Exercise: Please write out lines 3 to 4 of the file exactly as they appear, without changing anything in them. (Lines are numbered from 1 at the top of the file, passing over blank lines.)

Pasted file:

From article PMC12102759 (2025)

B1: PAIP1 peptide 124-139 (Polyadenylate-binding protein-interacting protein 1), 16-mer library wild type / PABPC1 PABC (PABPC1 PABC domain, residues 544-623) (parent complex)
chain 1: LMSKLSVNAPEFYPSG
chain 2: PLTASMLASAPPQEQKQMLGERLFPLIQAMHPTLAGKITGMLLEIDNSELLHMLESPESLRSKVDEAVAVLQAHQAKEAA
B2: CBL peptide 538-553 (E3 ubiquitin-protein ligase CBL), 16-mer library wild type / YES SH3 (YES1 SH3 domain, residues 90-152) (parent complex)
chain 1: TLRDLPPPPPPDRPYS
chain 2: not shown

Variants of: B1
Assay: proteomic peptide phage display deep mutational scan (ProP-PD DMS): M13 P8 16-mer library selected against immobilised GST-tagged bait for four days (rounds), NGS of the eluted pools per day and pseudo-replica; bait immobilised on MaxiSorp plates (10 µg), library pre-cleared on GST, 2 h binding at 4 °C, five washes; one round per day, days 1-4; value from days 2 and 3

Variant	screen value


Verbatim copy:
chain 1: LMSKLSVNAPEFYPSG
chain 2: PLTASMLASAPPQEQKQMLGERLFPLIQAMHPTLAGKITGMLLEIDNSELLHMLESPESLRSKVDEAVAVLQAHQAKEAA